Managed Code and Office Programming with Visual Studio
The key technology that makes creating an integrated Microsoft Office solution possible is Automation, which is part of the Component Object Model (COM) technology. Automation enables you to use code to create and control software objects exposed by any application, DLL, or ActiveX control that supports the appropriate programmatic interfaces.
Automation Using Managed Code
Microsoft Office applications expose much of their functionality to Automation. However, you cannot use managed code (such as Visual Basic or C#) directly to automate COM-based technology such as Microsoft Office applications. To work with unmanaged COM objects using managed code in Visual Studio, you must use an interop assembly. For more information, see.
Microsoft Visual Studio 2005 Tools for the Microsoft Office System (VSTO 2005) additionally exposes host controls that extend existing Microsoft Office Word 2003 and Microsoft Office Excel 2003 objects. The host controls add data binding and programmable events to objects such as bookmarks and named ranges. For more information about host controls, seeand .
Visual Studio can help you incorporate Microsoft Office applications into your custom solutions by providing projects and classes to make Automation easier for some Microsoft Office applications. You can also use Visual Studio as your development environment for other Microsoft Office applications that do not have dedicated projects in Visual Studio Tools for Office.
Visual Studio Tools for Office includes templates for two types of projects: document-level customizations and application-level add-ins. For more information, see.
VSTO 2005 includes document-level project templates for Word 2003 and Excel 2003. These project templates contain references to required assemblies and also contain useful classes and methods. For more information, see.
Document-level projects are extensible, similar to other kinds of Visual Studio projects. For example, you can add references to any other managed code assembly to your solution; however, you cannot reference another Visual Studio Tools for Office project assembly. For more information, see.
VSTO 2005 includes an Outlook 2003 add-in project template, and Microsoft Visual Studio 2005 Tools for the 2007 Microsoft Office System (VSTO 2005 SE) includes add-in project templates for many more applications in Microsoft Office 2003 and the 2007 Microsoft Office system. These project templates contain references to required assemblies and they also contain useful classes and methods. For more information, see, , and .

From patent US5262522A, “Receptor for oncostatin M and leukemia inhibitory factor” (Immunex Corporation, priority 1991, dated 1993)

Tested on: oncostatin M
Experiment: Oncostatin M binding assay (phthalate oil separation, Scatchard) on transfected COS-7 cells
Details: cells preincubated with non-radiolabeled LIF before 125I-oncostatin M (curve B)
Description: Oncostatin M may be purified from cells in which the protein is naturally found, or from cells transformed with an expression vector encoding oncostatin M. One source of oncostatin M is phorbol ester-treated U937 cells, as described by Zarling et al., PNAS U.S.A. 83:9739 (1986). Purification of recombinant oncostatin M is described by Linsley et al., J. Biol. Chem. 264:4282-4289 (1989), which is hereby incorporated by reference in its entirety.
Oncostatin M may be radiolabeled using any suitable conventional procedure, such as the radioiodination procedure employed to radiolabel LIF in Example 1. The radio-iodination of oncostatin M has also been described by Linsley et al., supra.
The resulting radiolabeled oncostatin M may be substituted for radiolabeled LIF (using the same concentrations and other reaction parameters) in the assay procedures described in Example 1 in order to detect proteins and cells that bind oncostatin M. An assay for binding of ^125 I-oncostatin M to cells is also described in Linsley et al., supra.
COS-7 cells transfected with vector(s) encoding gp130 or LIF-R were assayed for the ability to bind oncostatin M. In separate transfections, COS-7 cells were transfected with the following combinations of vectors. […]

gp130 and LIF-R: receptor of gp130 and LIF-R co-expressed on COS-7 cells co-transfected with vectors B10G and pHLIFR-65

For more information about the differences between VSTO 2005 and VSTO 2005 SE, see.
Other Office Applications
If you want to use managed code to automate other Microsoft Office applications, such as Microsoft Office Access, you can still use Visual Studio as your development environment. However, there are no project templates for these other applications; instead, you must perform additional steps in your existing projects to be able to call unmanaged code using Visual Basic or C#. For more information, see.
For more information about using managed code to develop solutions using Office applications, see the following technical articles:
Microsoft Office Development with Visual Studio (http://msdn.microsoft.com/library/default.asp?url=/library/en-us/dnoxpta/html/vsofficedev.asp).
INFO: Develop Microsoft Office Solutions with Visual Studio .NET (http://support.microsoft.com/default.aspx?scid=kb;en-us;q311452).
Automate Microsoft Office Access 2003 from Microsoft Visual Basic .NET (http://msdn.microsoft.com/library/default.asp?url=/library/en-us/odc_ac2003_ta/html/odc_acautomatevbnet.asp)
Creating Managed FrontPage 2003 Add-ins in C# (http://msdn.microsoft.com/library/en-us/odc_fp2003_ta/html/odc_fpManagedFrontPageAddIns.asp?frame=true).